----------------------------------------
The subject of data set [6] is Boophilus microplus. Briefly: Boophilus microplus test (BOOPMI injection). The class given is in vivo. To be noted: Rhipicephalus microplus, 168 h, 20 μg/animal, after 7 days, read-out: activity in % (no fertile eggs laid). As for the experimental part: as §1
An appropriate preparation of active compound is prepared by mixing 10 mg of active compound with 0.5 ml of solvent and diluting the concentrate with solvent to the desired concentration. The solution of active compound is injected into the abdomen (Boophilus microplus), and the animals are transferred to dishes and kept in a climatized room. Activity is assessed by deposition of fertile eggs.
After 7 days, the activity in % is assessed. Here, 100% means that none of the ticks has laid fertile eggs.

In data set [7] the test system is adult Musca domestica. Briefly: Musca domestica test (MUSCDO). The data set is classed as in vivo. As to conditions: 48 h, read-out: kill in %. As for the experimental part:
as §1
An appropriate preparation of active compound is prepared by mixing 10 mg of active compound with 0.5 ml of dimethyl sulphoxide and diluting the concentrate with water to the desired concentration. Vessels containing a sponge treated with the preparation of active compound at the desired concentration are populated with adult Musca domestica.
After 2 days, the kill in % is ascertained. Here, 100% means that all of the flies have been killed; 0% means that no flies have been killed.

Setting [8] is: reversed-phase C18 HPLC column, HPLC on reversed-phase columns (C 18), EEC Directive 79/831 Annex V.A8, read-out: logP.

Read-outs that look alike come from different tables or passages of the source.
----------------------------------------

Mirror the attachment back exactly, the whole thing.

The subject of data set [6] is Boophilus microplus. Briefly: Boophilus microplus test (BOOPMI injection). The class given is in vivo. To be noted: Rhipicephalus microplus, 168 h, 20 μg/animal, after 7 days, read-out: activity in % (no fertile eggs laid). As for the experimental part: as §1
An appropriate preparation of active compound is prepared by mixing 10 mg of active compound with 0.5 ml of solvent and diluting the concentrate with solvent to the desired concentration. The solution of active compound is injected into the abdomen (Boophilus microplus), and the animals are transferred to dishes and kept in a climatized room. Activity is assessed by deposition of fertile eggs.
After 7 days, the activity in % is assessed. Here, 100% means that none of the ticks has laid fertile eggs.

In data set [7] the test system is adult Musca domestica. Briefly: Musca domestica test (MUSCDO). The data set is classed as in vivo. As to conditions: 48 h, read-out: kill in %. As for the experimental part:
as §1
An appropriate preparation of active compound is prepared by mixing 10 mg of active compound with 0.5 ml of dimethyl sulphoxide and diluting the concentrate with water to the desired concentration. Vessels containing a sponge treated with the preparation of active compound at the desired concentration are populated with adult Musca domestica.
After 2 days, the kill in % is ascertained. Here, 100% means that all of the flies have been killed; 0% means that no flies have been killed.

Setting [8] is: reversed-phase C18 HPLC column, HPLC on reversed-phase columns (C 18), EEC Directive 79/831 Annex V.A8, read-out: logP.

Read-outs that look alike come from different tables or passages of the source.